- Governance. Digital transformation initiatives span traditional business units and silos, affecting all parts of the organization. As a result, effective digital governance is important to promote the right levels of coordination and sharing to minimize risk and cost and to ensure close and continual alignment with strategic priorities.
Technology & capabilities
Some of the key elements of this pillar include disruptive technologies, platform business models, and digital services mastery as follows:
- Disruptive technologies. When building the next wave of digital applications, disruptive technologies can be applied in powerful combinations – first as digital experience essentials (with technologies such as social, mobile, analytics and cloud) and then as digital experience enhancers (with technologies such as personas and context, intelligent automation, IoT and next generation cybersecurity) – to create unique new value propositions for customers.
- Platform business models. Platform business models are compelling because they convert traditional, linear value chains into multi-dimensional value networks. They convert the pipeline business model, where value creation is one-way and subject to bottlenecks throughout the supply chain, into a platform business model where value creation is two-way and continuous.
- Digital services mastery. Digital services mastery is important because the next step for IT is to consider the “how” as well as the “what”. It’s no longer sufficient to have an innovative set of products or services (the “what”); you have to be a master of how you design, develop, deploy, manage and continually evolve your digital services (the “how”) as well. The six key capabilities of digital services mastery include agile, DevOps, as-a-service infrastructure, intelligent automation, personas and context, and digital service management.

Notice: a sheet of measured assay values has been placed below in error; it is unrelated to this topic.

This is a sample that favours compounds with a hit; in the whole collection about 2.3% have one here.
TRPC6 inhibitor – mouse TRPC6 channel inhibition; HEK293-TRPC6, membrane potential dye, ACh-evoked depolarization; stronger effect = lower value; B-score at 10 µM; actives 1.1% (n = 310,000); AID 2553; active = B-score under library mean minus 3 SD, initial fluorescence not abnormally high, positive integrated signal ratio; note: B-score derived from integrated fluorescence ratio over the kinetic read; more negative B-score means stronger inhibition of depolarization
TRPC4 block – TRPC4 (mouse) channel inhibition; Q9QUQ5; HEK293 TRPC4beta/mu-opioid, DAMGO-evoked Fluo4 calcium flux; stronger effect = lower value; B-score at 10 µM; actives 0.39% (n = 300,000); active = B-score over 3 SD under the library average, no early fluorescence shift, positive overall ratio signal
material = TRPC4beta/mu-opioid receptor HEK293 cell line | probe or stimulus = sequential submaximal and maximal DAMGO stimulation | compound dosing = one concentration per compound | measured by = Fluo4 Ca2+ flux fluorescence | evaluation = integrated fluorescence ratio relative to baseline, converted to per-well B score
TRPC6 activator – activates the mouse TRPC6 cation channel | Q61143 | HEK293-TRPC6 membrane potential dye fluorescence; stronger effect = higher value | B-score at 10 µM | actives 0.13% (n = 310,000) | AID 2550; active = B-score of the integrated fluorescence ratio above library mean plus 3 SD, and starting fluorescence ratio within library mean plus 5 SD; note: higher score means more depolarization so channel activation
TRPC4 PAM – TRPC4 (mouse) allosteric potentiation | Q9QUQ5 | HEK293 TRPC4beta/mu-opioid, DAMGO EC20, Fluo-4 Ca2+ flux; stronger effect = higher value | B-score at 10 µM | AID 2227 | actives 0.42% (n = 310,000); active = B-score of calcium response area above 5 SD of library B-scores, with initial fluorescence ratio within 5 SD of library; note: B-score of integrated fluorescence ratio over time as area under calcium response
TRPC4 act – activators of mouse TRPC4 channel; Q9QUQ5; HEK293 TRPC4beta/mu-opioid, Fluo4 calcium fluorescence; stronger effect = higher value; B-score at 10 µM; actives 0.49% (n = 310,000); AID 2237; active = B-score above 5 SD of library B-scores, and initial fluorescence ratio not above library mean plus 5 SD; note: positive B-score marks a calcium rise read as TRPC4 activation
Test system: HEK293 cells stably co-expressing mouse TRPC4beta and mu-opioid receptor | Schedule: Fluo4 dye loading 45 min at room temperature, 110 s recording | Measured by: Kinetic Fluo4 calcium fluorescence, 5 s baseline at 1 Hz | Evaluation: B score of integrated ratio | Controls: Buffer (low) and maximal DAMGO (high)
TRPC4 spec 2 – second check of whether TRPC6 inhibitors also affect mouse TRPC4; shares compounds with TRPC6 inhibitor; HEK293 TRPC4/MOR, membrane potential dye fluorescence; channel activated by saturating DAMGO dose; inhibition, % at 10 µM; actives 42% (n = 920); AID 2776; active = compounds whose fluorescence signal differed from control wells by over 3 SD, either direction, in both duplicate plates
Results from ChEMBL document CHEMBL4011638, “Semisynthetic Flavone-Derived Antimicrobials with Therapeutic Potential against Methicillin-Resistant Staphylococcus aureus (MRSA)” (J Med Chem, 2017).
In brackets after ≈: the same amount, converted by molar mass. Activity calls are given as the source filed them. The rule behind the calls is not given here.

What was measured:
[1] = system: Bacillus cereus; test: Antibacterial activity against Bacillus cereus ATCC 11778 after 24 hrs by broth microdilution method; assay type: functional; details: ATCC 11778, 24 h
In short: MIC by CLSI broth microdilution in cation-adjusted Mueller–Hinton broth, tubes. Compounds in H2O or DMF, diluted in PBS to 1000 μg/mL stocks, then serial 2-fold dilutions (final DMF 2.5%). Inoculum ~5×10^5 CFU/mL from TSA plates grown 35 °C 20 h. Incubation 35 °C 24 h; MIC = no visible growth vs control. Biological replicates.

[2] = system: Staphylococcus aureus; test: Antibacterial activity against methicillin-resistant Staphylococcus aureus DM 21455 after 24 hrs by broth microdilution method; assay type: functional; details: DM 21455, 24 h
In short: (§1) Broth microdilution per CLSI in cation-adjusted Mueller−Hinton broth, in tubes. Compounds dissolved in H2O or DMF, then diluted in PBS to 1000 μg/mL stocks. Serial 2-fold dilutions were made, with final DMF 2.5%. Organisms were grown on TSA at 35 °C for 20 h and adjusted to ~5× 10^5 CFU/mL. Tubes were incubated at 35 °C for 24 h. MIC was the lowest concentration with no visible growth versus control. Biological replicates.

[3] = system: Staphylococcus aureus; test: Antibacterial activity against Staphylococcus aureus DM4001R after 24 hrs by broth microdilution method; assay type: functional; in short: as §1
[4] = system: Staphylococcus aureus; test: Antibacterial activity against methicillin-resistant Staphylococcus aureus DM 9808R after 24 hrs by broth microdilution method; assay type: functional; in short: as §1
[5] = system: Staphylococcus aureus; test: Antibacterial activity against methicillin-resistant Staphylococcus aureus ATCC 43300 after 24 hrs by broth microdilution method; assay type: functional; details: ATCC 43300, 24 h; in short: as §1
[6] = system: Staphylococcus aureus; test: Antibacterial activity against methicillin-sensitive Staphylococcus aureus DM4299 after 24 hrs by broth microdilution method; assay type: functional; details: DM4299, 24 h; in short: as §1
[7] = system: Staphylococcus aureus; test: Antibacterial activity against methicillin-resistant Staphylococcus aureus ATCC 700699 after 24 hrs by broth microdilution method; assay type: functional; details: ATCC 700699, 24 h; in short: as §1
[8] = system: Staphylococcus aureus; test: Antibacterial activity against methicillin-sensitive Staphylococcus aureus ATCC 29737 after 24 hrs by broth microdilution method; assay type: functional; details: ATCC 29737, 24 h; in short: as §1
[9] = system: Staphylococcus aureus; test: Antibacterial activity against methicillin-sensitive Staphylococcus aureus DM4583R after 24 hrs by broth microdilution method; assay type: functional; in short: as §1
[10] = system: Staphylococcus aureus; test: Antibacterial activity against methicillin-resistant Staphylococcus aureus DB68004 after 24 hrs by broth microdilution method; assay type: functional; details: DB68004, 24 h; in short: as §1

Digital transformation is a journey, not a destination
Digital transformation is clearly a journey, not a destination, so even once you reach maturity across all dimensions, there will be a need for continuous innovation and rapid response to change, and to challenges and opportunities as they arise. One of the benefits of moving along the maturity curve is that you can essentially incorporate next-generation skills and capabilities so that agility becomes an intrinsic part of the organization’s operating model. For example:
- Platform business models enable rapid growth and changes to the ecosystem, because they rely on external producers and consumers to provide the actual – physical or digital – products, services and social currency that enable them to scale up and achieve critical mass very quickly.
- Digitally re-designed business processes have a number of characteristics that enable them to trump traditional processes by being experience-centric, automated, simplified, digitized, personalized, dynamic, real time, granular, aggregated and scalable.
- Techniques such as agile and DevOps enable organizations to iterate rapidly in terms of experimenting with new features, or even entirely new service offerings, and quickly place applications into production once they’re developed.
- The overall concept of digital service mastery helps to accelerate digital service development and deployment; makes services agile, scalable and available on demand; automates extensively; personalizes and contextualizes for the customer experience; and enables holistic management of the entire process.
- Innovation programs that are highly adapted and fine-tuned to support digital transformation initiatives can embrace the same operating principles – that is, lean, agile, flexible, efficient, and more – so they can be executed at speed and at scale.
What lies ahead for digital transformation?
We can be certain that one of the only constants will be change. We can expect change to occur across all the key pillars of digital transformation that we’ve discussed here: from strategy, to people, to process and technology. These may seem like traditional pillars, but there’s nothing traditional about them. As we’ve seen, each pillar involves vastly new approaches when compared to business as usual.
If you’re curious about your own organization’s digital transformation maturity, we’re currently conducting an online survey entitled “mastering your digital transformation” in conjunction with the British Computer Society (BCS) that you can take to assess your maturity level. All responses are confidential and no individual responses with be revealed. In addition, all participants who opt-in will be provided with top-line survey results to benchmark against.